LIFX smart light bulbs

Adam Turner
8 October, 2014
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LIFX smart light bulbs

LIFX, au.lifx.co

Pros 

Bayonet, screw and downlight options

Cons 

Large bulbs; no wall switch integration

$129 per bulb

Reviews

The Australian-designed LIFX bulbs are available in bayonet, screw and downlight options. They extend 110 millimetres from the socket and run hot by design, so they’re not really suited to small, enclosed fittings. They’re 17-watt LED bulbs rated to last for 40,000 hours – which works out as 13 years at eight hours a day – and they come with a two-year warranty.

The LIFX iOS app lets you connect the bulbs to your home Wi-Fi network, with one bulb acting as a master controller for the others. Switch off the master bulb at the wall and you temporarily lose control of the system until another bulb takes on the master role, a handover that has thankfully become faster with firmware updates.

To avoid this, you’re expected to always leave the wall switch on and control the lights with your phone or tablet, an arrangement that may not suit everyone in your home. Unfortunately, there’s no integration with smart wall switches, as you’ll find with some other smart bulb ecosystems, although it’s on the LIFX roadmap.

LIFX’s big selling point is the ability for the bulbs to change colour. Along with red, blue and green LEDs, there are also white LEDs to offer an impressive 1000 lumens brightness. You have 16.7 million colours at your command, along with the ability to dim the bulbs. You can’t specify exact colours, instead you drag your finger around a colour wheel. When it comes to white, you can choose from 16 colour temperatures – depending whether you’re after a warm yellow-ish light or a cool blue-ish light – but you can’t specify an exact Kelvin temperature.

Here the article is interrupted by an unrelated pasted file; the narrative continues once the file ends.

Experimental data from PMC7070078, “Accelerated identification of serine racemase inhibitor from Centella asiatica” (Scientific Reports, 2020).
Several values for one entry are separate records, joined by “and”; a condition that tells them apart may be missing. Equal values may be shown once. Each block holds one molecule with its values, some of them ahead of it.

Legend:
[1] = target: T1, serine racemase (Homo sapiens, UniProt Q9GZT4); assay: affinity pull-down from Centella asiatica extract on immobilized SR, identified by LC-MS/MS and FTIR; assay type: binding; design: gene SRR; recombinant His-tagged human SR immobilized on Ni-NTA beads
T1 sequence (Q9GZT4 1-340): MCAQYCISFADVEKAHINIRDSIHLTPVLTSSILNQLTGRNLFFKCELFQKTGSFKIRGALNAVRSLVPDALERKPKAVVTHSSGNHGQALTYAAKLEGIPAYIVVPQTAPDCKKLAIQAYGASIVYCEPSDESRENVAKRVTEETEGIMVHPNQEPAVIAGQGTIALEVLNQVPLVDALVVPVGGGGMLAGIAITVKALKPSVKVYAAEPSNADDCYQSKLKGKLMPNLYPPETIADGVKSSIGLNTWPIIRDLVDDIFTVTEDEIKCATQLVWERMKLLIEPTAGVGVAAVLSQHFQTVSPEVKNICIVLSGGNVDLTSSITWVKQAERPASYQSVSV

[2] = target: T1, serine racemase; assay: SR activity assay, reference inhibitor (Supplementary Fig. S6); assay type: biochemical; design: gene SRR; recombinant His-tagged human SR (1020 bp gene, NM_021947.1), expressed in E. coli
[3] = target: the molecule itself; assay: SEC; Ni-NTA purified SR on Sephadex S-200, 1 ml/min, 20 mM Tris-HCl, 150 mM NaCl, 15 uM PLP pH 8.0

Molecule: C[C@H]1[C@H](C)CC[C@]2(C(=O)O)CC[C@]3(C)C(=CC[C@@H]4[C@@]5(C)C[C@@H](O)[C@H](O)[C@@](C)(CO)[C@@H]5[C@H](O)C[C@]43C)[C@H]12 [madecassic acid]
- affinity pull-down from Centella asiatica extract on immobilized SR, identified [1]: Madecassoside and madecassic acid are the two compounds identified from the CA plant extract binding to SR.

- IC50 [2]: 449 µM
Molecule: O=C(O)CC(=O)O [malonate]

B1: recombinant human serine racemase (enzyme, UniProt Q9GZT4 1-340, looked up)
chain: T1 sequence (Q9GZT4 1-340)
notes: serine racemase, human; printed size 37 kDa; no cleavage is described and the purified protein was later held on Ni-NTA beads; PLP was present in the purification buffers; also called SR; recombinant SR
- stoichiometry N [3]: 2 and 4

Rather than go through these fine colour adjustments each time you turn on the bulbs, you can create pre-sets, which is useful if you want to quickly dim the lights for watching the television or set the mood for a romantic dinner. You can give each bulb a name and group them for easier control.

This year’s firmware updates brought candle flicker, lava lamp and strobe options, joining the original visualiser feature, which changed the colours in time with the music playing in the room. Dimming features have also improved to reduce oversaturation, so your warm light pink is less likely to turn into a murky dark red, although there still aren’t separate saturation controls.

LIFX Lights

Unfortunately, some of the features promised when the LIFX first launched as a Kickstarter project are yet to materialise. There’s still no support from remote access via the internet, or a link to If This Then That for interacting with web services. You can set a timer, but not a regular schedule. Once again these features are on the roadmap, as part of LIFX Cloud, but if you want them now you should look to Belkin’s WeMo smart gadget ecosystem.

LIFX recently added support for Google’s Nest smart thermostat and hopefully other cloud features aren’t far away – check blog.lifx.co for details.

Bottom line

Controlling your lights using your phone is an impressive trick, but whether or not the novelty wears off depends on what other uses you find for the bulbs. If you use a daylight lamp for craftwork or have other specific colour requirements, then LIFX may be just what you’re looking for. The slow rollout of advanced features is frustrating for early adopters, so check exactly which features are available before you take the plunge.

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